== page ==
“We start teaching them the basics of tennis,” said Mark-Anthony Kenney, 21, a Sportsmen’s coach who teaches the Thursday program. “How to hold the racket, how to swing the racket, what to do with your feet when the ball is coming, just simple things.”

Kenney, who graduated from BCLA in 2013, said the program helps children with autism adapt to social environments outside of their comfort zones and learn to respect each other’s space.

While matches can sometimes get competitive, the atmosphere at the program is usually relaxed and light-hearted, he said.

“The kids are usually laughing, smiling, running around, talking to each other,” Kenney said. “It’s a very fun environment.”

The idea to launch the program started in October 2015 when students got a chance to participate in a clinic, according to Dickens. BCLA later applied for a $2,500 grant from the US Tennis Association to buy equipment.

“It is an enriching sport that builds self-confidence,” Dickens said. “It’s good that it’s not a contact sport. You learn the skills on your own, and with students with disabilities this is a good way to learn.”

In February, the school was approved for the grant and by April, students began coming to the clinics, Dickens said.

Looking ahead, she said BCLA may apply for the same grant or look to introduce the program schoolwide.

“It’s a lifelong sport,” she said. “It’s great that the USTA isn’t just about building college athletes and champions.”

Elusive moose still on the loose

Published in The Boston Globe June 3

A moose that pranced down sidewalks in Belmont and Watertown on Wednesday and took the Internet by storm may still be in Belmont, wildlife officials said.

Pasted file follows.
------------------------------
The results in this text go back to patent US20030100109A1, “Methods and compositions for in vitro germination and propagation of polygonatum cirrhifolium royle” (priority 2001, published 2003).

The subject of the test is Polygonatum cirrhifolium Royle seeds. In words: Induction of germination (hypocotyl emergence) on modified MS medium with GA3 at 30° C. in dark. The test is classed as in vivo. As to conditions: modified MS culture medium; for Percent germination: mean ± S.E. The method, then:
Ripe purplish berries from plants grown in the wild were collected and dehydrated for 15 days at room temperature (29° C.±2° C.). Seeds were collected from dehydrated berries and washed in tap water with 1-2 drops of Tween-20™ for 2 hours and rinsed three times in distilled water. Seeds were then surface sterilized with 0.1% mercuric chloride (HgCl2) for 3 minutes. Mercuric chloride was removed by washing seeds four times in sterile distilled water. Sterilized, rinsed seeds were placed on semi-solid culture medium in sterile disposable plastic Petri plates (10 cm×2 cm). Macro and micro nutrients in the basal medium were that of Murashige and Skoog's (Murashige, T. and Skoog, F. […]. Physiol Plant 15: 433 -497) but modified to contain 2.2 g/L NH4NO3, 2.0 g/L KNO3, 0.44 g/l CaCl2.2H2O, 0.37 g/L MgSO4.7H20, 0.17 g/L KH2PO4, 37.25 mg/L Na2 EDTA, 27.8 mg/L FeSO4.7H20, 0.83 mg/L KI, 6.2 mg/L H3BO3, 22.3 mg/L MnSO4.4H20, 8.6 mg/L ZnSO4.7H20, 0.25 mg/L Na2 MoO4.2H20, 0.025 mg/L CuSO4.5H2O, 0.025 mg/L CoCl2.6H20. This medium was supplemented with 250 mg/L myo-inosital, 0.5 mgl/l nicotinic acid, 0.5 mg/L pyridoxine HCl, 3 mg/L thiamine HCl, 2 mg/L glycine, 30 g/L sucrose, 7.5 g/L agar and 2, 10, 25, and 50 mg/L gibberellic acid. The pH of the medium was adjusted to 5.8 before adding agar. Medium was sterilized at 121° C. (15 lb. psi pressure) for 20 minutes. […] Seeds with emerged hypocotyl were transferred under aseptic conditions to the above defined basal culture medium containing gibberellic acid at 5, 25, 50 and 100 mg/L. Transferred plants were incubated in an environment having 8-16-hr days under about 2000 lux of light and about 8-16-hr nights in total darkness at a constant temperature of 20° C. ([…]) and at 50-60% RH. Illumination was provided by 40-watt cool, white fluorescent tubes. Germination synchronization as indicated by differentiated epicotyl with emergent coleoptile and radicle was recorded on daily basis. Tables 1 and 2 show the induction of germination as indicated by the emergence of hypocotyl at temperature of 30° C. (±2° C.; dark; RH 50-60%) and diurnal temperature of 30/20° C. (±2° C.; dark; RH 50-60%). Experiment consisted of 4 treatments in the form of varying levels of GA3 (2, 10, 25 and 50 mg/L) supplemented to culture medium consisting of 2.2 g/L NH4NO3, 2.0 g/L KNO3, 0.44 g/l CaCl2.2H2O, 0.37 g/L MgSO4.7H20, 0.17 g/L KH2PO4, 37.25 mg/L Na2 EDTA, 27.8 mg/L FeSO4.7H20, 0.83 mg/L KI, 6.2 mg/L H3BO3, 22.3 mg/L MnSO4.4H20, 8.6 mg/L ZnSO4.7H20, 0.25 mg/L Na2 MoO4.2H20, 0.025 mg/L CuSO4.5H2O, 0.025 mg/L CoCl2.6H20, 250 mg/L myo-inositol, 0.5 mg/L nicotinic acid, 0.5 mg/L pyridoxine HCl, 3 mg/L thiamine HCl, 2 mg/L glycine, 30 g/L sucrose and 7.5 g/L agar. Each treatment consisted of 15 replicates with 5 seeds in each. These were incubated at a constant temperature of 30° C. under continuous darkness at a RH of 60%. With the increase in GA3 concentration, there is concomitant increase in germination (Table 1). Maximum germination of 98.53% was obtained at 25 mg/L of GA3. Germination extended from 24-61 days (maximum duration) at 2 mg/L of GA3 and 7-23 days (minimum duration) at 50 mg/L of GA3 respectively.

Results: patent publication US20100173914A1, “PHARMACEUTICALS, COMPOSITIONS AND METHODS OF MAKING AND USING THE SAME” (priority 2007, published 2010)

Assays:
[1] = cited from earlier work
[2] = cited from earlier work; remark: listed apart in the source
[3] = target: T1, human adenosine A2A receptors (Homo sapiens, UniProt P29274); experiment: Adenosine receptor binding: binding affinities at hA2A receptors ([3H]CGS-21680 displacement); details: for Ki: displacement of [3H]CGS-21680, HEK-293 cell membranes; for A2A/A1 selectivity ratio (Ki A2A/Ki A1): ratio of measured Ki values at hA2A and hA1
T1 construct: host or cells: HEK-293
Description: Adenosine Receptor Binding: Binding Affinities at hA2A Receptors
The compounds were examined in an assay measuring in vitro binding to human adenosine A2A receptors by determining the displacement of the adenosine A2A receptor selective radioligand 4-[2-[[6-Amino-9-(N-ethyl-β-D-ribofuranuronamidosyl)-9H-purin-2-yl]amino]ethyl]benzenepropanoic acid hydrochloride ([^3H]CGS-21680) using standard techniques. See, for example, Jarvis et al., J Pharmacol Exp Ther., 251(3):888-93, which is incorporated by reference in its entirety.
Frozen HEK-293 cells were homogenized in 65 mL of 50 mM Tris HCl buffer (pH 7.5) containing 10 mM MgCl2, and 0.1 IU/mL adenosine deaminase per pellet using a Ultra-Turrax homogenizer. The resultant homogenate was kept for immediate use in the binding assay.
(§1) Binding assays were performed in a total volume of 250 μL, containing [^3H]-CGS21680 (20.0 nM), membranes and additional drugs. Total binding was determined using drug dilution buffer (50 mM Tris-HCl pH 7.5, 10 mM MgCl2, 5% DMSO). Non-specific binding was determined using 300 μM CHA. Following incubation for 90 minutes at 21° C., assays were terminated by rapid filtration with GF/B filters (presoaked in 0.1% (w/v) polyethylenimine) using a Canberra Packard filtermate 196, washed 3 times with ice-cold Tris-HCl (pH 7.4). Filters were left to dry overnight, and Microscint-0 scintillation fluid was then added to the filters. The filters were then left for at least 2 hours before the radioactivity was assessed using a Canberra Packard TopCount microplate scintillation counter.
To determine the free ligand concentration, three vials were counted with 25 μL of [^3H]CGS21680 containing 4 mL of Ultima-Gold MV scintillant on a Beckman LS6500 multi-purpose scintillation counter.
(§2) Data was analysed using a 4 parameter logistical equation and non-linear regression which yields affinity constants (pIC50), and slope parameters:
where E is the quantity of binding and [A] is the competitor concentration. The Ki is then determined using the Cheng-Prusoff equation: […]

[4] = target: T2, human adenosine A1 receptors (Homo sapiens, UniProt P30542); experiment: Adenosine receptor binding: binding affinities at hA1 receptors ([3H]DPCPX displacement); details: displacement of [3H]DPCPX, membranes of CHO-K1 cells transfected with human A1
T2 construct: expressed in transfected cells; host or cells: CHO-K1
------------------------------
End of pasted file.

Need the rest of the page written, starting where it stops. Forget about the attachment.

The juvenile moose was spotted Friday on Robinwood Road close to the Lexington border at around 10:30 a.m., officials said.

There is a nearby sanctuary that has wetlands and swamps that moose like, said Major William Bilotta Jr. of the Massachusetts Environmental Police.

Environmental Police spent Thursdaysearching for the moose with the help of a State Police helicopter, Bilotta said. They will continue to search the Belmont area.

“Public safety is the main issue,” Bilotta said. “In that area you have Route 128 and Route 2. We don’t want to see anything happen to the motorists and animal, too.”

The goal is to tranquilize the moose and bring it to the western part of the state where it will have more room to roam, he said.

Bilotta said Environmental Police do not know what direction the moose is heading.

UMass official killed in crash ‘was always there for you’

This is the third of three articles about the Oxford car crash and fatalities. 

Published in The Boston Globe June 2, 2016 – Metro B3

To the University of Massachusetts Boston, Gina Cappello was the vice chancellor who led successful fund-raising efforts. To her family, she was a selfless mother who had taken up golfing and had a smile that radiated optimism.

“She was always there for you,” said Nanette Campo, her older sister. “She’d take charge when she needed to. We have a very close family. Family was everything to her.”